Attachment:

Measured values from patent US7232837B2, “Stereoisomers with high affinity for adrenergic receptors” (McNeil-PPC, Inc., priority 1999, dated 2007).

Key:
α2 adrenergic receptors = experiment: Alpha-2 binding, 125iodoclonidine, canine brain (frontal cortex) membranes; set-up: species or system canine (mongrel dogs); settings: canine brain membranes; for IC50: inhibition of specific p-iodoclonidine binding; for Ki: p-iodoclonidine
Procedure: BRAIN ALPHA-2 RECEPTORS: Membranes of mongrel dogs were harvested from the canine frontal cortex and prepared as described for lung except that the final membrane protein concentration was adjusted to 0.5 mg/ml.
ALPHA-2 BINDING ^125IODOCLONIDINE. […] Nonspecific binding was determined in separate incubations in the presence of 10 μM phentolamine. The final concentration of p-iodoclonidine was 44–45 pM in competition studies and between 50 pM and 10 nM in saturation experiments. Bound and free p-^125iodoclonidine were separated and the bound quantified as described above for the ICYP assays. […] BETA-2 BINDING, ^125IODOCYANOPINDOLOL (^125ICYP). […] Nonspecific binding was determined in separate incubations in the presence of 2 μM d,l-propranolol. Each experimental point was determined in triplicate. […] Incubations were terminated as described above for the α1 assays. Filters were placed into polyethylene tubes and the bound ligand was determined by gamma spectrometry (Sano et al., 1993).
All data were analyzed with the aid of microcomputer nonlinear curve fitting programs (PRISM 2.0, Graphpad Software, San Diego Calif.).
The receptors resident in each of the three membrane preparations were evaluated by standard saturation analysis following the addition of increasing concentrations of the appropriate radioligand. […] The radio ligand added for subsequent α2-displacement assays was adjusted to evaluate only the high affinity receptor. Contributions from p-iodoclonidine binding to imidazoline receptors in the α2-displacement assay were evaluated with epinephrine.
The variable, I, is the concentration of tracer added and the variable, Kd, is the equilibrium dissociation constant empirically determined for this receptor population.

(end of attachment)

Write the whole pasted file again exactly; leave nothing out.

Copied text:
Measured values from patent US7232837B2, “Stereoisomers with high affinity for adrenergic receptors” (McNeil-PPC, Inc., priority 1999, dated 2007).

Key:
α2 adrenergic receptors = experiment: Alpha-2 binding, 125iodoclonidine, canine brain (frontal cortex) membranes; set-up: species or system canine (mongrel dogs); settings: canine brain membranes; for IC50: inhibition of specific p-iodoclonidine binding; for Ki: p-iodoclonidine
Procedure: BRAIN ALPHA-2 RECEPTORS: Membranes of mongrel dogs were harvested from the canine frontal cortex and prepared as described for lung except that the final membrane protein concentration was adjusted to 0.5 mg/ml.
ALPHA-2 BINDING ^125IODOCLONIDINE. […] Nonspecific binding was determined in separate incubations in the presence of 10 μM phentolamine. The final concentration of p-iodoclonidine was 44–45 pM in competition studies and between 50 pM and 10 nM in saturation experiments. Bound and free p-^125iodoclonidine were separated and the bound quantified as described above for the ICYP assays. […] BETA-2 BINDING, ^125IODOCYANOPINDOLOL (^125ICYP). […] Nonspecific binding was determined in separate incubations in the presence of 2 μM d,l-propranolol. Each experimental point was determined in triplicate. […] Incubations were terminated as described above for the α1 assays. Filters were placed into polyethylene tubes and the bound ligand was determined by gamma spectrometry (Sano et al., 1993).
All data were analyzed with the aid of microcomputer nonlinear curve fitting programs (PRISM 2.0, Graphpad Software, San Diego Calif.).
The receptors resident in each of the three membrane preparations were evaluated by standard saturation analysis following the addition of increasing concentrations of the appropriate radioligand. […] The radio ligand added for subsequent α2-displacement assays was adjusted to evaluate only the high affinity receptor. Contributions from p-iodoclonidine binding to imidazoline receptors in the α2-displacement assay were evaluated with epinephrine.
The variable, I, is the concentration of tracer added and the variable, Kd, is the equilibrium dissociation constant empirically determined for this receptor population.